Monday Morning Art School: how to tell people what to do

Windsurfers at La Pocatière, 6X8, oil on archival canvasboard, $348 includes shipping and handling in continental US.

Witness this exchange:

“You should do more plein air events,” said A. “You’re a good painter.”

“I don’t enjoy them,” said B, who’s older and wiser. “I find them almost painful.”

“But they’re good for you,” insisted A.

I don’t think A’s comment was malicious. She works the plein air circuit. She can’t conceive of an art career that doesn’t involve competition. On the other hand, B has an extensive resume that includes signature membership in several prestigious national organizations. For her, plein air events are too much effort for too little return.

Early Morning at Moon Lake, 6X8, oil on archival canvasboard, $348 includes shipping and handling in continental US.

I love plein air events myself, but they have their downsides. There are often more artists than the market can bear, resulting in bargain-basement pricing. They can encourage artists to churn out quantity instead of quality. Without a good gallerist to guide buyers, sometimes sentimental dreck goes for good prices and fine paintings are ignored.

They can be nerve-wracking. I once did an event with a very fine painter who downed four glasses of wine in rapid succession before he could go to the awards ceremony. He took first place, but that is not a healthy way to run your art career.

Marshes along the Ottawa River, Plaisance, 8X10, oil on archival canvasboard, $522 includes shipping and handling in continental US.

Underlying A’s comment was the assumption that growth comes only through pain. Sometimes that’s true, as anyone who’s been through the creative desert can tell you. (The desert is a necessary step in growth, but you don’t realize that the first half a dozen times it happens to you.)

It’s equally true that growth comes through joy, quiet reflection, prayer, thought, or going for a walk. Each time I held one of my children for the first time was a transformative moment. It was joyful, but it came with the realization that my life was changed forever. A wedding is like that; so is getting your first dog. All have the potential to make you a better person, and the mechanism for that is joy and a determination to live up to the promise of the moment.

Pensive 8X10, oil on archival canvasboard, $522 includes shipping and handling in continental US.

I had two influential painting teachers. First was my father, who was often irascible but who taught me to draw and paint with great patience. Then there was Cornelia Foss, who is as tough a nut as ever came out of the Upper East Side. I’m not easily cowed, and I learned a great deal from her. However, my friend and sometimes-roommate Peter was a much gentler soul. I don’t think he ever finished a painting in her class. He would pluck his eyebrows out in frustration and anxiety. He’d make a good start and then wipe it out, he was so nervous. Cornelia’s indisputable genius landed on stony ground because he was so daunted by her. That’s pain to absolutely no purpose.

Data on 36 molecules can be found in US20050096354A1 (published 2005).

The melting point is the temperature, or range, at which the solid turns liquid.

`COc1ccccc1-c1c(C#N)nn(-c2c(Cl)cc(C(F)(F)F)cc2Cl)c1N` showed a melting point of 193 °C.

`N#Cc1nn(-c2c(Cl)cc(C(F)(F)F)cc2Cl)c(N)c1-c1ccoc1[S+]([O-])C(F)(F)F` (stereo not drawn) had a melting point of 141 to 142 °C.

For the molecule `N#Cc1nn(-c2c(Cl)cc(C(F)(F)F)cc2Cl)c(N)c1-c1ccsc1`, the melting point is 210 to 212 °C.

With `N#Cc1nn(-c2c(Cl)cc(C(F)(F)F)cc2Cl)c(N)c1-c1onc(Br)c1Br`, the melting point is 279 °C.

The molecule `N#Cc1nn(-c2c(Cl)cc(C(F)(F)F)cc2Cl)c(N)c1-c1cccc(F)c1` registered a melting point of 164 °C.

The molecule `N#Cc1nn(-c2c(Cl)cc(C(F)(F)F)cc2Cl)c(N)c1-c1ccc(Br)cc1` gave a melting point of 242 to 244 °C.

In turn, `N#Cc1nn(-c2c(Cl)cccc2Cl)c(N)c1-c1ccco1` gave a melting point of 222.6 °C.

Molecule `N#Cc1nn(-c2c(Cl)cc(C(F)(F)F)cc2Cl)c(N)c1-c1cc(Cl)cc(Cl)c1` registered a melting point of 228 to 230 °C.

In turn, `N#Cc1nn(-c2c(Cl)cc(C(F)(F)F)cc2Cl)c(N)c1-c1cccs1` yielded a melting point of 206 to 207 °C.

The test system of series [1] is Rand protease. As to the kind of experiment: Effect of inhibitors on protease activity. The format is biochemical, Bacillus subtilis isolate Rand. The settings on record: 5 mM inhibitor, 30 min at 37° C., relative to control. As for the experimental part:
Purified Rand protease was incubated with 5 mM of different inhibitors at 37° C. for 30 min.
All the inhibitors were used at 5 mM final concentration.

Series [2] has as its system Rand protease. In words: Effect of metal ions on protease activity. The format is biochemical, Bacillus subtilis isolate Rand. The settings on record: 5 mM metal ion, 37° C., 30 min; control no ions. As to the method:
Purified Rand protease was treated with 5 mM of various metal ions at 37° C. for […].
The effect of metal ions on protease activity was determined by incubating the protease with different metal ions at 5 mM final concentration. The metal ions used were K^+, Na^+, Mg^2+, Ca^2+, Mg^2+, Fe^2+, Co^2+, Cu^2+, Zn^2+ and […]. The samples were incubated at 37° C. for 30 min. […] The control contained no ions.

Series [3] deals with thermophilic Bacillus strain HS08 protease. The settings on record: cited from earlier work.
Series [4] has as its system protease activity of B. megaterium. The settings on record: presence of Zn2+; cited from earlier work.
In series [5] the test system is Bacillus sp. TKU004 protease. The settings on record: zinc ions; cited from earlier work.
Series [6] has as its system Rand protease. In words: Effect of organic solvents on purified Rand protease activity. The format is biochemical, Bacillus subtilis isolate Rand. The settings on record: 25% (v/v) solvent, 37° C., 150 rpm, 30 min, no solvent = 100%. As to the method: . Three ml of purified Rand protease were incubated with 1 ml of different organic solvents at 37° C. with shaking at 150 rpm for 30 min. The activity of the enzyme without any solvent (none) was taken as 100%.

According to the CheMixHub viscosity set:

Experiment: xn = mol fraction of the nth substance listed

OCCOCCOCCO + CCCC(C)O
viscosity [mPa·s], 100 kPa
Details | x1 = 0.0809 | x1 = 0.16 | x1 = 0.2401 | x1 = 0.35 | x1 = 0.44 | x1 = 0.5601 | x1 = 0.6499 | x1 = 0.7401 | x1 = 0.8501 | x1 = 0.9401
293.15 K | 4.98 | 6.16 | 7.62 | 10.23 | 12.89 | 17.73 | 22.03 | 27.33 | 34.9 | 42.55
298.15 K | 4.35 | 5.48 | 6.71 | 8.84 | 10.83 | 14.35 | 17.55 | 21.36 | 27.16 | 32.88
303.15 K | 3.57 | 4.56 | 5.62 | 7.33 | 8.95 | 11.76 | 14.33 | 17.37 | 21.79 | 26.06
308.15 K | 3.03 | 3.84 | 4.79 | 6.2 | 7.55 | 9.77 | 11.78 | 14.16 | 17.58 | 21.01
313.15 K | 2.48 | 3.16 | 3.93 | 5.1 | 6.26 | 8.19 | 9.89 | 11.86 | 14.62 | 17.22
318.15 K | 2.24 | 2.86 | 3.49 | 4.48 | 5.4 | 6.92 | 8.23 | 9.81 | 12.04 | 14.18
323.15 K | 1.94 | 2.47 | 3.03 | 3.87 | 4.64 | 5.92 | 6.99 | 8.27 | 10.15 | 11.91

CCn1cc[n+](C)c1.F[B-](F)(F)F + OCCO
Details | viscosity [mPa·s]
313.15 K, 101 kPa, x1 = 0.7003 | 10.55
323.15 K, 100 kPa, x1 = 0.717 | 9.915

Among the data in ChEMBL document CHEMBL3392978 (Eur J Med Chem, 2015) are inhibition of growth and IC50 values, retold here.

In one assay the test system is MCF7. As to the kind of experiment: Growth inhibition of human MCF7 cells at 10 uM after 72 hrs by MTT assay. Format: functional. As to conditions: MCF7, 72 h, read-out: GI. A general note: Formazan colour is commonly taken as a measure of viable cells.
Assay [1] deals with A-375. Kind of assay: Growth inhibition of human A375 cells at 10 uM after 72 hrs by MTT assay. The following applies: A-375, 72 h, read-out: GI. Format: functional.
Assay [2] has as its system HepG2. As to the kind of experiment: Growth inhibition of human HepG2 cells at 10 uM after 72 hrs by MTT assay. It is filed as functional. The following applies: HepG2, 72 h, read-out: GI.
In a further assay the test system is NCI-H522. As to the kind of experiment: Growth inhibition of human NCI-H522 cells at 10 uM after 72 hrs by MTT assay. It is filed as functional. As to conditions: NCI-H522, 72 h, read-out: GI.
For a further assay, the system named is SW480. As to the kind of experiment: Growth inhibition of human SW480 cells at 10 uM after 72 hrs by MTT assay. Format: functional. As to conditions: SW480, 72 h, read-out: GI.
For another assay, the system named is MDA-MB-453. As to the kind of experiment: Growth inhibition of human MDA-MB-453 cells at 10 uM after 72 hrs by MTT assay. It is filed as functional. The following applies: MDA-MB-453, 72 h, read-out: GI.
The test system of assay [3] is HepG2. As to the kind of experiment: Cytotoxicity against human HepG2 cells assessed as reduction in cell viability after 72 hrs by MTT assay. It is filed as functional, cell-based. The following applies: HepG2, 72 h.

The second problem with A’s comment is that there is more than one way to skin a cat. (Sorry, Wylie.) My own path has been very different than A’s or B’s, but it has worked for me. Chutzpah seems to be a specialty of our age, and we’re all quick to give unsolicited advice, myself included. But if someone doesn’t seek our opinion, we don’t need to give it. If someone doesn’t depend on us for support, we can let them make their own choices. There are many routes to the same goal and what works for one person may not work for the next. That’s a big part of what makes life so beautiful and fascinating.

My 2024 workshops:

3 Replies to “Monday Morning Art School: how to tell people what to do”

  1. I don’t do them anymore (mainly because of the points you made about quality of the events) but in the 10 or so plein air évents, I’ve done, the contest aspect never crossed my mind. It was the scenery, the time with other artists and the total lack of responsibility for anything else that I really enjoyed. The sakes were a bonus, and if I didn’t make any I figured that particular one wasn’t the event for me.

    1. That’s what I was about to say! The other artists, the scenery, a location I otherwise wouldn’t visit. Plein air events are where I’ve met the most artists – and a friendlier, more helpful or genial bunch I never would have imagined.

  2. It’s as much “how” the instructor tells you as it is “what” the instructor tells you. I smile when I think about two of my instructors, back when I was struggling with trees. One looked at my painting and pointed to one tree and said, “THAT tree is good. Tell me why. Now paint the others like that one.” Another instructor, speaking generally about trees to the class, said, “Everyone knows trees have leaves; you don’t need to paint every one of them.” The instructor that you cited may have been better received if s/he had said, “You’re good. I’d love to see how you’d paint X scene from real life.” Or, “You’re good. I’d love to see what you can do in a plein aire setting.”

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